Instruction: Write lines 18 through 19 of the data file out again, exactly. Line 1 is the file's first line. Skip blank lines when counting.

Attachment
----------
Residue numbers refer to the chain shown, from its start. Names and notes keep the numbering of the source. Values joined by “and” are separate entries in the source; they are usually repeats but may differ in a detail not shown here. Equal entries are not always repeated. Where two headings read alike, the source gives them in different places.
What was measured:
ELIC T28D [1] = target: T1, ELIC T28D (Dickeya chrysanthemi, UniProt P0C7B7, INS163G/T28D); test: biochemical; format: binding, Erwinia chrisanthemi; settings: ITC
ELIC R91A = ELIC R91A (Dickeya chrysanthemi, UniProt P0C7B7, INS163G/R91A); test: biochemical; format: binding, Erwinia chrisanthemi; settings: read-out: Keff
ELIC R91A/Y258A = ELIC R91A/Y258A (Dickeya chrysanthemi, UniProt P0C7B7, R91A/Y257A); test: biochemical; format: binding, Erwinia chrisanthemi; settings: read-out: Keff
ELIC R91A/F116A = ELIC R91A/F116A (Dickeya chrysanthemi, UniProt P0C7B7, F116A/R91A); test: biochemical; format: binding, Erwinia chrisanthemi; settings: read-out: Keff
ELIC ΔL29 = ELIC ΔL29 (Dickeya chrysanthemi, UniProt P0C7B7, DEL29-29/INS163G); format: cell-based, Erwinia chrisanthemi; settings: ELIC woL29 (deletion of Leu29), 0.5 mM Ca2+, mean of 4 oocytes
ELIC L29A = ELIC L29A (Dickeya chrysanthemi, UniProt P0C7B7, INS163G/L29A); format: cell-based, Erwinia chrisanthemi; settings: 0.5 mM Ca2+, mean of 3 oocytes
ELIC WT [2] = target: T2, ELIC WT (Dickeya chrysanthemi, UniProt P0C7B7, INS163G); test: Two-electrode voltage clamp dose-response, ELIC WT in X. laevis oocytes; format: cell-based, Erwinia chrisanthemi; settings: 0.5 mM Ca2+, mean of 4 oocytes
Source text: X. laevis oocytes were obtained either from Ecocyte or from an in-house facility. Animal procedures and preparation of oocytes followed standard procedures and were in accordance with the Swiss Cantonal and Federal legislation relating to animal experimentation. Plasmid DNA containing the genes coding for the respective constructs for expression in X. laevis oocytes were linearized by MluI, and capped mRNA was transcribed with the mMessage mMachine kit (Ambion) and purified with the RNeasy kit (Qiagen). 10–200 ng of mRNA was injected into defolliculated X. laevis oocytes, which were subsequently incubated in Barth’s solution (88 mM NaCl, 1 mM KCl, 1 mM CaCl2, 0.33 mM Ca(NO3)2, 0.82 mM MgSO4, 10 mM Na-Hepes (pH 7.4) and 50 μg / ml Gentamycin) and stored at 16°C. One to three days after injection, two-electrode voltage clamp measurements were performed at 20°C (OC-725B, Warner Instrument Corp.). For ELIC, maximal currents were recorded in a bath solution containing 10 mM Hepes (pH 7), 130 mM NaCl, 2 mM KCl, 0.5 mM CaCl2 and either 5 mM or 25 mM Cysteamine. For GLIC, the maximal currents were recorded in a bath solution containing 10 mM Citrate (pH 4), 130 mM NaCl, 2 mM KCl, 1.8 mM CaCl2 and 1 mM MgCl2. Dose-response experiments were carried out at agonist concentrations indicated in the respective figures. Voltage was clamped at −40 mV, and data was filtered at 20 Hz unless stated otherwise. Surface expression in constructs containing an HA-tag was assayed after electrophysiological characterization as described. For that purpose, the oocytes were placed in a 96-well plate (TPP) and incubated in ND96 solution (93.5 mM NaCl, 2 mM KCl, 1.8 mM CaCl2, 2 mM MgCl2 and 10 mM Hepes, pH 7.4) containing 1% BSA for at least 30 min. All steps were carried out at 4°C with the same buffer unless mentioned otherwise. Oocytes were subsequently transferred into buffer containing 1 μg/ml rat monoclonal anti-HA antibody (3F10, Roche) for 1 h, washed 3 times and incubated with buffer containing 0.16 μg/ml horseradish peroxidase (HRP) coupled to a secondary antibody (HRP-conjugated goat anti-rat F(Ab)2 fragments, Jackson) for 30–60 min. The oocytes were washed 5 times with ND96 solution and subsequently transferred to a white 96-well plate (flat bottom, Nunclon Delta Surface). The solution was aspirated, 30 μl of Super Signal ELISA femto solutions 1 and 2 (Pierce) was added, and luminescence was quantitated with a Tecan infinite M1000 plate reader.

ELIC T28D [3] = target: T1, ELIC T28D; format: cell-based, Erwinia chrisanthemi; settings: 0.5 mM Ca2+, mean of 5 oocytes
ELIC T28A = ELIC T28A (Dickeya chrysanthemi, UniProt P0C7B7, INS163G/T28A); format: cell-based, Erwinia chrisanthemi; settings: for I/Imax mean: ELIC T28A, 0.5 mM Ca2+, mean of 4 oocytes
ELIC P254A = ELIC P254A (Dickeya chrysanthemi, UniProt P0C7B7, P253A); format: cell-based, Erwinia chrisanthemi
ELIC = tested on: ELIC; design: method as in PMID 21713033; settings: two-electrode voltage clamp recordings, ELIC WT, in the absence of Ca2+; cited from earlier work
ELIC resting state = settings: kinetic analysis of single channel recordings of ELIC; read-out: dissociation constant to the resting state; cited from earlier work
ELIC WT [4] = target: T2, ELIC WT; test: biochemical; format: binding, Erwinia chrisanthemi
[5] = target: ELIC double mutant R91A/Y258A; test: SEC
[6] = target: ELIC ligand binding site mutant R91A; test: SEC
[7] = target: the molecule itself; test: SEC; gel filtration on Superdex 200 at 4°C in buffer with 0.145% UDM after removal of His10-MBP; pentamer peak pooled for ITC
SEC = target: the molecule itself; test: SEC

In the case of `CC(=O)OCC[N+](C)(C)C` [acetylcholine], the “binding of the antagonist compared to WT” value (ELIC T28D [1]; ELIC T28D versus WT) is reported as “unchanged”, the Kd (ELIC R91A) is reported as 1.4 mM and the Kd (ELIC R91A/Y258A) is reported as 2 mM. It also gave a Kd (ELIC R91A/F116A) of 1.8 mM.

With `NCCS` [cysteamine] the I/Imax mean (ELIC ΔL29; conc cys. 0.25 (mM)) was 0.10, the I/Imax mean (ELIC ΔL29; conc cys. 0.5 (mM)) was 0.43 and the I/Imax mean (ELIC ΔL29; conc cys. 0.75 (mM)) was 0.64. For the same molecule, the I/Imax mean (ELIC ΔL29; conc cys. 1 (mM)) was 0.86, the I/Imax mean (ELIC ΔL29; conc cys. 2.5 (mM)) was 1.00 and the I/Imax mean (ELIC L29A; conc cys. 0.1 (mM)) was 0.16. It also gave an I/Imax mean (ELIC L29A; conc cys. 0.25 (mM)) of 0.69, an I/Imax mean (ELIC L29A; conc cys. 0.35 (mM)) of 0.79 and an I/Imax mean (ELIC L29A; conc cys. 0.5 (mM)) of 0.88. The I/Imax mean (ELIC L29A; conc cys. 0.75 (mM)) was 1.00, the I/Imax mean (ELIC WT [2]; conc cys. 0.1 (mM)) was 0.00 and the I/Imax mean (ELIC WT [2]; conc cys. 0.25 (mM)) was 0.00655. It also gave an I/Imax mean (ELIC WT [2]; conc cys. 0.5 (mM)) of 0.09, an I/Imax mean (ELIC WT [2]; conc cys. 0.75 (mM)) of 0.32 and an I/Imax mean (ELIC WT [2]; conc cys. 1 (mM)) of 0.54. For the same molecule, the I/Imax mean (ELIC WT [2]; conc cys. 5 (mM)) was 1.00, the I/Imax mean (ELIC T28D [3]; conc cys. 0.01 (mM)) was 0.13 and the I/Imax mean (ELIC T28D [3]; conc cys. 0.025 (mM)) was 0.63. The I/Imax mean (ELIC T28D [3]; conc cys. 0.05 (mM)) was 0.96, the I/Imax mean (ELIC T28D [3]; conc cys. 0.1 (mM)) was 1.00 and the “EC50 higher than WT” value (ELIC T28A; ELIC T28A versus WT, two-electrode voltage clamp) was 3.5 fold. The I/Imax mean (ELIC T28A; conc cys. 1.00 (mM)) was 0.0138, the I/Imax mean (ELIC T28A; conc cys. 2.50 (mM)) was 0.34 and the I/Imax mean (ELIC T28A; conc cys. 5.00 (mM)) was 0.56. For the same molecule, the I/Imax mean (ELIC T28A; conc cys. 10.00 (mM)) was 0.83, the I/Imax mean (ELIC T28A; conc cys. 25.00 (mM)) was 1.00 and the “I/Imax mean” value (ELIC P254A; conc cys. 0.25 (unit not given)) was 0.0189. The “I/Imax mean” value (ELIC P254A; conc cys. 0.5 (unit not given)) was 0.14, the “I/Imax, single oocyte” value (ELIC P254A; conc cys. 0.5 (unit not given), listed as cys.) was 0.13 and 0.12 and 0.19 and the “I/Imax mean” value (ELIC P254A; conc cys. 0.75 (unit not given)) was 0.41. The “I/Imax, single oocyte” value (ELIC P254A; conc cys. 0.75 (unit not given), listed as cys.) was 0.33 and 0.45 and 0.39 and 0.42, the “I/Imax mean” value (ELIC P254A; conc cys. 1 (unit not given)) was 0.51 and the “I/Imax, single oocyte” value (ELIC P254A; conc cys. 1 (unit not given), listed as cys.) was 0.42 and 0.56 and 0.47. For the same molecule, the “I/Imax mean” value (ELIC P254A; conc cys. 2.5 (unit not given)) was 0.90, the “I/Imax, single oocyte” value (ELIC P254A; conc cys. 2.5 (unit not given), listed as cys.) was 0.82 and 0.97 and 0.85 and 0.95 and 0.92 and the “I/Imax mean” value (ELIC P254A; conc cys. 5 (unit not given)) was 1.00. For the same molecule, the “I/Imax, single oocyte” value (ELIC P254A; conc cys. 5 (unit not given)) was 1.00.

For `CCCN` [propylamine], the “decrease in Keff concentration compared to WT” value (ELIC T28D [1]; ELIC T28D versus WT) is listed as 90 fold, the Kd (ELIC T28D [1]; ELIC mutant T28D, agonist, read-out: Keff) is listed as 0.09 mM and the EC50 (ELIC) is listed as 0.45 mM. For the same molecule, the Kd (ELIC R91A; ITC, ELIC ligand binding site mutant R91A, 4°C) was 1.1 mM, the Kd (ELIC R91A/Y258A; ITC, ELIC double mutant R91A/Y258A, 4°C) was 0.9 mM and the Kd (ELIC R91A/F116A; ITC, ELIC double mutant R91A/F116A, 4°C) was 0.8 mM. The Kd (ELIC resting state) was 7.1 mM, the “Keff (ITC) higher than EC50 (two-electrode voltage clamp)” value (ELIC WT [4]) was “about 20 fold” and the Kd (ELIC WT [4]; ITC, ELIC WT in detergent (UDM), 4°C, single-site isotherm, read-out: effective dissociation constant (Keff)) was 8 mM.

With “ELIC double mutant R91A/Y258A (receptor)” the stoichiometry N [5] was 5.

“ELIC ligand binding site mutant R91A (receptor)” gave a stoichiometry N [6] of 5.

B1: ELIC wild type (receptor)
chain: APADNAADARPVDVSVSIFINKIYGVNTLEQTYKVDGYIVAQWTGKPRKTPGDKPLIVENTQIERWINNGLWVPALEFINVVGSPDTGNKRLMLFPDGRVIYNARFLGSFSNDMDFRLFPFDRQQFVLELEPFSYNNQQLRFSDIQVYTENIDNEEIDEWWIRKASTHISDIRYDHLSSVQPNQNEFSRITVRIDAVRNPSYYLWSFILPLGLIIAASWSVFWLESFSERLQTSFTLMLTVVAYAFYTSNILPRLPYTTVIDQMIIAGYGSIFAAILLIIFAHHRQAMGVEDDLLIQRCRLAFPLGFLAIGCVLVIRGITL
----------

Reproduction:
[6] = target: ELIC ligand binding site mutant R91A; test: SEC
[7] = target: the molecule itself; test: SEC; gel filtration on Superdex 200 at 4°C in buffer with 0.145% UDM after removal of His10-MBP; pentamer peak pooled for ITC